Use this URL to cite or link to this record in EThOS: http://ethos.bl.uk/OrderDetails.do?uin=uk.bl.ethos.583910
Title: Study of parameters influencing surface distress of gears
Author: Alanou, M. P.
Awarding Body: Cardiff University
Current Institution: Cardiff University
Date of Award: 2006
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Abstract:
This thesis aims to provide a better understanding of the influence of various parameters on surface distress in gears. The types of gears of concern in this study are the ones found in gas turbine engines and helicopter gearboxes where tooth contacts are particularly heavily loaded. The work is concerned with the influence of surface roughness, gear material and hard coatings and their effect in reducing the occurrence of scuffing, which is a form of surface distress that can occur under severe conditions of sliding and high temperature. An extensive experimental programme has been carried out using a two-disc machine developed to simulate gas turbine gearing and micro-elastohydrodynamic lubrication (micro-EHL) contacts under realistic conditions of load, speed, surface finish and temperature. The project involved a large number of disc tests with the aim of quantifying the effects of: a significant improvement in surface finish the use of a different gear material and surface hardening and the use of different hard coatings on the resistance to scuffing. This work was conducted using an existing disc machine to extend the work carried out by Patching (1994) who used a single material. The scuffing performance of axially ground (roughness average, Ra = 0.4 urn) case-carburised steel discs was used as a benchmark against which the performance of alternative materials/surfaces could be measured. Different materials and surface conditions were investigated as follows. The ground discs were superfinished to better than Ra = 0.1 um using a proprietary polishing method. A nitriding steel was used. Two different super-hard coatings were investigated. The main conclusions to be drawn from the work are: the scuffing resistance of nitrided surfaces is superior to case-carburised surfaces, but it is essential to remove the compound layer ("white layer") to achieve durability at high sliding speeds. The benefits of superfmishing are clearly demonstrated better finish improves the scuffing performance and also gives lower friction and bulk temperatures during operation. Hard coatings show promise, and the triple combination of nitriding, superfmishing and hard coatings gave particularly impressive scuffing resistance in this investigation. A micro-EHL solver was used to simulate the conditions of the various tests. The solver, which was developed at Cardiff by Professor H P Evans and his associates, can be used to simulate the lubrication of rough surfaces in contact under realistic thin film conditions in which there is significant asperity interaction including momentary "dry" contact. Surface profiles acquired from the discs used in the tests were used as input to the solver. Using the solver a number of objective performance parameters were obtained including high pressure cycling and occurrences of thin or zero film within the nominal contact between the discs. The results of the simulations confirmed the distinct advantages of using smoother surfaces and contributed to an understanding of the way in which hard coatings can lead to surface improvement. In addition to work on scuffing the project included the design and manufacture of a test rig, complete with data acquisition and control system, for research on contact fatigue and micropitting in particular.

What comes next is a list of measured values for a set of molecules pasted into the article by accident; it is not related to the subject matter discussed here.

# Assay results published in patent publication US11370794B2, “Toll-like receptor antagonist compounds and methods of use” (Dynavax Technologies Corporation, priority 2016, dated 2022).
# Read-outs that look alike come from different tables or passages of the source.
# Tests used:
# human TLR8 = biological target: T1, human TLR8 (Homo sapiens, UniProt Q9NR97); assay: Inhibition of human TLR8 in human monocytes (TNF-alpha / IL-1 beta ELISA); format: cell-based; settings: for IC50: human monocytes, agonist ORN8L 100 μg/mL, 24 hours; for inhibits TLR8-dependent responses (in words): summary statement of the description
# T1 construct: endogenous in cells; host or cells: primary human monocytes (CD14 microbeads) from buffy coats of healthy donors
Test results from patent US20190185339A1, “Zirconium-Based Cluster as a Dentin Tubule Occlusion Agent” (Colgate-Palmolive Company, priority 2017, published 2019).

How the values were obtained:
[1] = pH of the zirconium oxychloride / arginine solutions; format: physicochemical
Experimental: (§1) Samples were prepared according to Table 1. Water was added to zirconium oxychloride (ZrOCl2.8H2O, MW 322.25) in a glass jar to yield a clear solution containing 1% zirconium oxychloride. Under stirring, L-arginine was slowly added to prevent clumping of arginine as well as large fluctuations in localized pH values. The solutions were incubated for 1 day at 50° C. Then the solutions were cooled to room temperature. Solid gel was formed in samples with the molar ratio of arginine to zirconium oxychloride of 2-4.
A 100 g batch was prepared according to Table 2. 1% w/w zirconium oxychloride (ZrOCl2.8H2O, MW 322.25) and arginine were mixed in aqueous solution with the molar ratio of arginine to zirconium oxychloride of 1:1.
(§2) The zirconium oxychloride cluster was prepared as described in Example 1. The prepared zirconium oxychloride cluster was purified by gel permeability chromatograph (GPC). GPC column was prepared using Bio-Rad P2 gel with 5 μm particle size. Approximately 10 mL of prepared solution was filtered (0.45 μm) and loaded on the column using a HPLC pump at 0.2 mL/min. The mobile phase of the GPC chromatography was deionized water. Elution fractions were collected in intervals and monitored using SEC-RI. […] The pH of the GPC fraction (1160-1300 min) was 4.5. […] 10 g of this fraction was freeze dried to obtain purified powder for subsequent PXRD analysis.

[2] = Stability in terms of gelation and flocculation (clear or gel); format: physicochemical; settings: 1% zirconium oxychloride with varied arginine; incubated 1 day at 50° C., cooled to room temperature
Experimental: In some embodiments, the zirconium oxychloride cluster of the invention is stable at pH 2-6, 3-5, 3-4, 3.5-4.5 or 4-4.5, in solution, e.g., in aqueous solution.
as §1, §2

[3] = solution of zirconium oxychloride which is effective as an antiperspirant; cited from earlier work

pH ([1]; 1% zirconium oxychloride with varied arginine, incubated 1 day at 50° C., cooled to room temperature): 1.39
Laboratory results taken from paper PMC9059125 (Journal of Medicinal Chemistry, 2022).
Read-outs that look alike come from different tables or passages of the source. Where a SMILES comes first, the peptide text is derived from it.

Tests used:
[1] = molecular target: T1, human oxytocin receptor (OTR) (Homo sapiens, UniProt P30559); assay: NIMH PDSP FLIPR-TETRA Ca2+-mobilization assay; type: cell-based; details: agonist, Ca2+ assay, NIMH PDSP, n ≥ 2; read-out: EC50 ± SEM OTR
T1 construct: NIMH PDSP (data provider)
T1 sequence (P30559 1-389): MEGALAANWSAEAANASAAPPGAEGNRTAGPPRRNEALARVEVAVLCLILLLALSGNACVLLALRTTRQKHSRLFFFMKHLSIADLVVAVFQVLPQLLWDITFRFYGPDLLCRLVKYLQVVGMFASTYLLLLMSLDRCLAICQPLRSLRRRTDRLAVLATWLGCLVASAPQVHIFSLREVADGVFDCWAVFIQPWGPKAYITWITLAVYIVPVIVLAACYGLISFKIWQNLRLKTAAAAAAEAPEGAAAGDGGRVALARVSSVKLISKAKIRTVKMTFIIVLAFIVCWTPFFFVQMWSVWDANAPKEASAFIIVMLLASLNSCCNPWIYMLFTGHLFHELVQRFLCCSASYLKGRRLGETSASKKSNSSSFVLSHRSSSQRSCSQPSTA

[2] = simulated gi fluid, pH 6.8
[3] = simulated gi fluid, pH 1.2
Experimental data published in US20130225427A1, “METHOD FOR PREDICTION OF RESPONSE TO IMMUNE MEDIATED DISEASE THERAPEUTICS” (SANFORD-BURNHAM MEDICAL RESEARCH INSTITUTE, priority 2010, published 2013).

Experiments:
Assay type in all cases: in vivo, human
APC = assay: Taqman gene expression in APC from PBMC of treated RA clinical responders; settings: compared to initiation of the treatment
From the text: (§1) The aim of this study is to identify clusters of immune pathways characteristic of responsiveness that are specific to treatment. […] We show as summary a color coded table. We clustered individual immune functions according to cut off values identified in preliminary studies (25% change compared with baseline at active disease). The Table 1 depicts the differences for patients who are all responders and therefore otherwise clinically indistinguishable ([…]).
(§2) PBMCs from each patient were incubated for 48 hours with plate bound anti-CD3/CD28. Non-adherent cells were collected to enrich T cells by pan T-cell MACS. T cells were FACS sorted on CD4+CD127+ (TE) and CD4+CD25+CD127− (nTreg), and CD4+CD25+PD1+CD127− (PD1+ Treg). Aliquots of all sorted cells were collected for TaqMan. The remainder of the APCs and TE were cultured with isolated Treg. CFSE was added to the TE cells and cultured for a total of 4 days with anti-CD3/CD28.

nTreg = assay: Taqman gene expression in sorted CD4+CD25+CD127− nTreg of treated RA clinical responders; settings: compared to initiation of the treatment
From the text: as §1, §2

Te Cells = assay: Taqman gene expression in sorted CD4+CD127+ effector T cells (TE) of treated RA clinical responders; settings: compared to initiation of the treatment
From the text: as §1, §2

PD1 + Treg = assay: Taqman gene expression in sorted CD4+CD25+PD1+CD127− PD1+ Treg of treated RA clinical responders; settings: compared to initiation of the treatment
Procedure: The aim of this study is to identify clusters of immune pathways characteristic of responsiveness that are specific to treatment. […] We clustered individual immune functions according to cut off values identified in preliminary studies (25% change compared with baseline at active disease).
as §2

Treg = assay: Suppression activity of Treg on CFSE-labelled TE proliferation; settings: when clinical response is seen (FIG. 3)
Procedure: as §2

Supervisor: Not available Sponsor: Not available
Qualification Name: Thesis (Ph.D.) Qualification Level: Doctoral
EThOS ID: uk.bl.ethos.583910  DOI: Not available
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